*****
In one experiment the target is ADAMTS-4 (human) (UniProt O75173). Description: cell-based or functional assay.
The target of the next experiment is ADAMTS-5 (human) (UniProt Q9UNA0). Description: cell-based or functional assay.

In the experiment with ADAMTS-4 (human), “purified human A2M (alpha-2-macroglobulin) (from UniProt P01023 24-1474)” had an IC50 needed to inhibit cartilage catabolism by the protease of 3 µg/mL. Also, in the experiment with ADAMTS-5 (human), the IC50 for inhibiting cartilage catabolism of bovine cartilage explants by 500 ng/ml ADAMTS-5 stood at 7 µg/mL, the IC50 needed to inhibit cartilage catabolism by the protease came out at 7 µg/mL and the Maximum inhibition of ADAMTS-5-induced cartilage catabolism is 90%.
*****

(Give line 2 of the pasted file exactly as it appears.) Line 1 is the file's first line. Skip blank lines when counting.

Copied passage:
The target of the next experiment is ADAMTS-5 (human) (UniProt Q9UNA0). Description: cell-based or functional assay.